The winds would be mild and swells would be a low 0-3 metres today, according to the concierge at the Sheraton Kauai. While my eyes would have glazed over at this sort of information back home in Sydney, it’s vital when your thinking of swimming in certain waters in Hawaii, like Hanalei Bay. Hanalei Bay, the largest bay on the north shore of Kauai, is home to w orld champion surfers. With powerful waves breaking on sandbars on higher swells, today’s mild surf report meant that Peter and I would be able to have a dip at the Bay without being swept away by strong currents. Sounded like a plan.
An hour and twenty minutes from Poipu Beach, we stopped halfway to the Bay for a bite to eat at a family restaurant in Kapaa en route. Given a surprisingly high rating on Urbanspoon and highly recommended by the hotel concierge, our lunch was mind numbingly forgettable. Abandoning our cardboard-disguised-as-a-meal after the third bite and promptly settling the bill, we strolled along the town of Kapaa. We nearly cried when we spotted Zagat-recommended eatery, House of Noodles only a few doors along, with a menu that proudly displayed a plethora of delicious sounding fare. Due to the time factor, we decided to continue along the Kuhio Highway (or Highway 56), straight to Hanalei Bay instead. Once we were on our way, the scenery became far more lush and interesting.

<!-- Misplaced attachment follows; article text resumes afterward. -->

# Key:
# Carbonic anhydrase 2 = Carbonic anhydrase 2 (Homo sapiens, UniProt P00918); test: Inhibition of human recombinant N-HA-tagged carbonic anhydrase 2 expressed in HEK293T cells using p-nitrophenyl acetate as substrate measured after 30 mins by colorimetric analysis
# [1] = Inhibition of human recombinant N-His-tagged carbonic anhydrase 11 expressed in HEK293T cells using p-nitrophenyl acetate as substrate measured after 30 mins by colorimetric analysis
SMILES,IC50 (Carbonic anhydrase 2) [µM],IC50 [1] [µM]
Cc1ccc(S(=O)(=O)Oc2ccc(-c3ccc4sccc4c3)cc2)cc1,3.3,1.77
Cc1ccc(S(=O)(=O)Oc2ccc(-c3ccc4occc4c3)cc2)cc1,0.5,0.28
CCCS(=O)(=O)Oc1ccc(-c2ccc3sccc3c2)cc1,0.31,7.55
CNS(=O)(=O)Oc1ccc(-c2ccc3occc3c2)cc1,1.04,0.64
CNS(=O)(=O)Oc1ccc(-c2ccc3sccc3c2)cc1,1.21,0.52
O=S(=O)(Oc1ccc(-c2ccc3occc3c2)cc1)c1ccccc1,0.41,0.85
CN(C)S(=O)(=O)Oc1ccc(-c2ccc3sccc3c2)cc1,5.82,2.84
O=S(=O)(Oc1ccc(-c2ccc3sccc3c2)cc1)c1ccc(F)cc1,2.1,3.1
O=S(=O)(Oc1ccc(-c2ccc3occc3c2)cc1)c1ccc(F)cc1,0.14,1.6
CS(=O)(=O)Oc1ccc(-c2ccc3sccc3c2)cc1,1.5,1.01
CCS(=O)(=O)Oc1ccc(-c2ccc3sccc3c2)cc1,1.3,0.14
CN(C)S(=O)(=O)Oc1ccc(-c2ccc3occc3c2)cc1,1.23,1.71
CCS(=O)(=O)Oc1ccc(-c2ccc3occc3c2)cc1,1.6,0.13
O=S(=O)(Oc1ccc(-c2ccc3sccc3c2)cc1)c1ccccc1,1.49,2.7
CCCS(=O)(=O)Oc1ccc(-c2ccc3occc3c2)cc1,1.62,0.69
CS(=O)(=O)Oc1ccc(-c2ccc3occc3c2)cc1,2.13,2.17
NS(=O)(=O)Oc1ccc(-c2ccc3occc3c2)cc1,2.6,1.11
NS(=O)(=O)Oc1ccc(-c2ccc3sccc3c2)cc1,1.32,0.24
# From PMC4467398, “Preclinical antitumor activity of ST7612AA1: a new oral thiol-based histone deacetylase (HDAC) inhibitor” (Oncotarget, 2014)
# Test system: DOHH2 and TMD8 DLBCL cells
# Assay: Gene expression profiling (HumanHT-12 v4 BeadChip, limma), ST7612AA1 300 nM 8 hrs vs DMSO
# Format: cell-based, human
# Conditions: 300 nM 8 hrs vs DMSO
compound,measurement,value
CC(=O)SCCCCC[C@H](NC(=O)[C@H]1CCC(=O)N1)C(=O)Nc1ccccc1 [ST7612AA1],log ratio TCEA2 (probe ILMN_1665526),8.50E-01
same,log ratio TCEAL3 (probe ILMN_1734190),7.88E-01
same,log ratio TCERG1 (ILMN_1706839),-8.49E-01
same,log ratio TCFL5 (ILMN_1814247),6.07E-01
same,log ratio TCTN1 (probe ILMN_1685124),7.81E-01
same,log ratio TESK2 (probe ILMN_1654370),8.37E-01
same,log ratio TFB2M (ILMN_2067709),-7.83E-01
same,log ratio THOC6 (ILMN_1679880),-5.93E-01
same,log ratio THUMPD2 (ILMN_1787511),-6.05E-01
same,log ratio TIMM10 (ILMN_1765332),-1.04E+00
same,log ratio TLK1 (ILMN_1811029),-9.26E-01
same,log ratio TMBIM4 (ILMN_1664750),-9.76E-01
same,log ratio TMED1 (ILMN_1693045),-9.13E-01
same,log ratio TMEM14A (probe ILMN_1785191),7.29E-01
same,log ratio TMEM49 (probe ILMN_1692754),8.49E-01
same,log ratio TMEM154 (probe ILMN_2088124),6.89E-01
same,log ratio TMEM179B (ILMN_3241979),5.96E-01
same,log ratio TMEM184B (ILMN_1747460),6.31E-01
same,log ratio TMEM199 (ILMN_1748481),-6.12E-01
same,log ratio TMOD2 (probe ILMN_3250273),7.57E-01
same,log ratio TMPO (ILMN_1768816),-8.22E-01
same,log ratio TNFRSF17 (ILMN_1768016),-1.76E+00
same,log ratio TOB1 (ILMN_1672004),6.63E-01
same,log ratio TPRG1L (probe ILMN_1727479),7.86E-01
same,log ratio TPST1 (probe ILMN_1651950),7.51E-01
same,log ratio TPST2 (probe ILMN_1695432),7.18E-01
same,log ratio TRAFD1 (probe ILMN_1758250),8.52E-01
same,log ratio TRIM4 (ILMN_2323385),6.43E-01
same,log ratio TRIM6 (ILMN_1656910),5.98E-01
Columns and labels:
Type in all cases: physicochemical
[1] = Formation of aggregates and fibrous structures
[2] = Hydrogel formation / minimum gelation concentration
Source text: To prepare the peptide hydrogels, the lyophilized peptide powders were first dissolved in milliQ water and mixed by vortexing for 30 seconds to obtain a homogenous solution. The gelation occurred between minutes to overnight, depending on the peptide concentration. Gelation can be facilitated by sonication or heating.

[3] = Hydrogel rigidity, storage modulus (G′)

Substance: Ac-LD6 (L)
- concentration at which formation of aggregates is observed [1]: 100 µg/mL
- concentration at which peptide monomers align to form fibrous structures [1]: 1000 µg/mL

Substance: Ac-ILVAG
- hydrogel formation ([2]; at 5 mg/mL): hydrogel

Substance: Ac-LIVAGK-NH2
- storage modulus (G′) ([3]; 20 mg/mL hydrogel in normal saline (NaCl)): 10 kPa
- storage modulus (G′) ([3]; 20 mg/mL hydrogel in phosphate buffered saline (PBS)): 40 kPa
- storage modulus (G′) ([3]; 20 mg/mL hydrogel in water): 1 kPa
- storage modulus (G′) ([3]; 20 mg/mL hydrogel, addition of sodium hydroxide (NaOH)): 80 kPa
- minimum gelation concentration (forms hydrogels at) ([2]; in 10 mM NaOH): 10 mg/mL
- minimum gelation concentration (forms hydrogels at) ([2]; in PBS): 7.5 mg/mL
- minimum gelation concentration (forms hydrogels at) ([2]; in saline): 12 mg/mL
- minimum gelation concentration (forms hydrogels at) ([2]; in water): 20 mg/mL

The wetlands of Hanalei Bay were used to grow taro by ancient Hawaiians. By the 1860s, however, the focus had shifted to growing rice, which was shipped to Honolulu to become the second largest export crop of the islands. The Hanalei Pier was built to help Hanalei farmers move their crops to market. With nearly two miles of beach and surrounded by misty mountains, Hanalei Bay is incredibly serene and picturesque. The covered pier, located near the mouth of the Hanalei River and Black Pot beach, has long been a favorite family gathering place for fishing, picnicking and swimming.
Here’s a historical tidbit for you. In 1824, King Kamehameha II’s royal yacht, the Pride of Hawaii, sank near the mouth of the Waioli River, on the southwest corner of the bay after its crew struck a 5-foot-deep (1.5 m) reef a hundred yards offshore. It is believed the captain and crew were drunk at the time. A large section of the ship’s hull washed ashore in 1844 in a winter storm surge, but most of this historic wreck remains buried in silt in the bay.
Laying on the beach, Peter and I soaked in the unrushed vibe of the islands. With eyes closed, we took in the sounds of the surf and sporadic chatter of the handful of families on the shoreline. A young father was giving his 18 month old son his first surfboard ride, gently gliding the board across the water as his little boy lay face down, gripping the sides. Surfing is a way of life in Hawaii and they start them young.
After our visit to the Bay, an early dinner at Kapaa was on the cards before heading back to Poipu Beach. Boasting a healthy local following, Kintaro Restaurant promised delectable teppanyaki and some of the “freshest sushi and sashimi on the island.” It wasn’t going to take much to improve on our disastrous lunchtime experience. “Get there before 7:00 as it starts getting busy and you may not get a table,” the concierge at our hotel advised. Leaving Hanalei Bay at 5:30, we were at the restaurant half an hour later. While amazing it wasn’t, the food was pleasant and the wine good. We counted our blessings and were grateful for the opportunity of driving through this remarkable island.